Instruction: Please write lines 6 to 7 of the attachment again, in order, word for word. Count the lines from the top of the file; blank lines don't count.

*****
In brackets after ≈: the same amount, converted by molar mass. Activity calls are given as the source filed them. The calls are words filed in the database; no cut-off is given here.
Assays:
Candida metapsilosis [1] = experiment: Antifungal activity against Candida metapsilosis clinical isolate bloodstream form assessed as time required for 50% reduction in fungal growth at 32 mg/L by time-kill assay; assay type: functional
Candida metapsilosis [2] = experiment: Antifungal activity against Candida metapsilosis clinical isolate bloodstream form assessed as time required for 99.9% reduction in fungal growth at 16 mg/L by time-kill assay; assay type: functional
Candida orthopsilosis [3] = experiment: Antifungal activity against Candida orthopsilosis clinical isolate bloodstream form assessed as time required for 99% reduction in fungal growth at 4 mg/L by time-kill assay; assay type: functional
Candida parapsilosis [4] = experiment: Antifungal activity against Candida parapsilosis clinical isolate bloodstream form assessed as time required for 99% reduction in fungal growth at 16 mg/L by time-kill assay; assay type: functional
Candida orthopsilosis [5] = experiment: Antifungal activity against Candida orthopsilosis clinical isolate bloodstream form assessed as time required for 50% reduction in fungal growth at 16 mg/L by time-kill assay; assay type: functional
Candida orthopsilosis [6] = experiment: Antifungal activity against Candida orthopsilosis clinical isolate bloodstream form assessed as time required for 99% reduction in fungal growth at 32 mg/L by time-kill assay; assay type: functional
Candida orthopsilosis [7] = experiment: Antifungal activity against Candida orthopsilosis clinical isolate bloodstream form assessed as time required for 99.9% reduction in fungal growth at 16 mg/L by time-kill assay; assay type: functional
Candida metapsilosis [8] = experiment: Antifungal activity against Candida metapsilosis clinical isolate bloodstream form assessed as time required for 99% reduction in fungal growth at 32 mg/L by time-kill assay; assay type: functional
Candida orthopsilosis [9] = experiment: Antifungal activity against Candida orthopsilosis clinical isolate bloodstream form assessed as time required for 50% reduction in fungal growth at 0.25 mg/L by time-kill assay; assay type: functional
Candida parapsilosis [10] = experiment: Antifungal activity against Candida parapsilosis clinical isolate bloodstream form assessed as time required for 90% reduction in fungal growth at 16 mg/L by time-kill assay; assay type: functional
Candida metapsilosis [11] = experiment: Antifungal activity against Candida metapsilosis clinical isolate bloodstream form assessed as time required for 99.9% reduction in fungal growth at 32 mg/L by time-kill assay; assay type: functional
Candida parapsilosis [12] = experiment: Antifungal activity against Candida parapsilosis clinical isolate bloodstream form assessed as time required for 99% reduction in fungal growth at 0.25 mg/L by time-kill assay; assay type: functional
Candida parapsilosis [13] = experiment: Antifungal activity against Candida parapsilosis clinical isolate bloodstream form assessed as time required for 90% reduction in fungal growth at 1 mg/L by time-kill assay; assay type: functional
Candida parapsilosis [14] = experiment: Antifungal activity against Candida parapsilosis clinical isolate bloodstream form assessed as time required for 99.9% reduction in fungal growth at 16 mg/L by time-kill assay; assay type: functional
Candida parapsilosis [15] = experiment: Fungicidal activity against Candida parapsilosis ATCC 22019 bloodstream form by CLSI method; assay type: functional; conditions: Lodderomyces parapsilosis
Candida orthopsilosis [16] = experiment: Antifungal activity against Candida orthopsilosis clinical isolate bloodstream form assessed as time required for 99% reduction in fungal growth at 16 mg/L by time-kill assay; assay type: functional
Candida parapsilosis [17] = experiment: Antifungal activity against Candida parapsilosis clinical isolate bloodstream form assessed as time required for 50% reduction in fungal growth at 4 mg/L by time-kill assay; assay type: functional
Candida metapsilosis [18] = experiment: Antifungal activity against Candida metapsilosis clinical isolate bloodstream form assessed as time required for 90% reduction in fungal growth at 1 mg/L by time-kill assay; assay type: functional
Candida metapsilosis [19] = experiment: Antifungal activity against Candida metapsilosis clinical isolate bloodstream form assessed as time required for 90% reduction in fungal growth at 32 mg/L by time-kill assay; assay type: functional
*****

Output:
Candida parapsilosis [4] = experiment: Antifungal activity against Candida parapsilosis clinical isolate bloodstream form assessed as time required for 99% reduction in fungal growth at 16 mg/L by time-kill assay; assay type: functional
Candida orthopsilosis [5] = experiment: Antifungal activity against Candida orthopsilosis clinical isolate bloodstream form assessed as time required for 50% reduction in fungal growth at 16 mg/L by time-kill assay; assay type: functional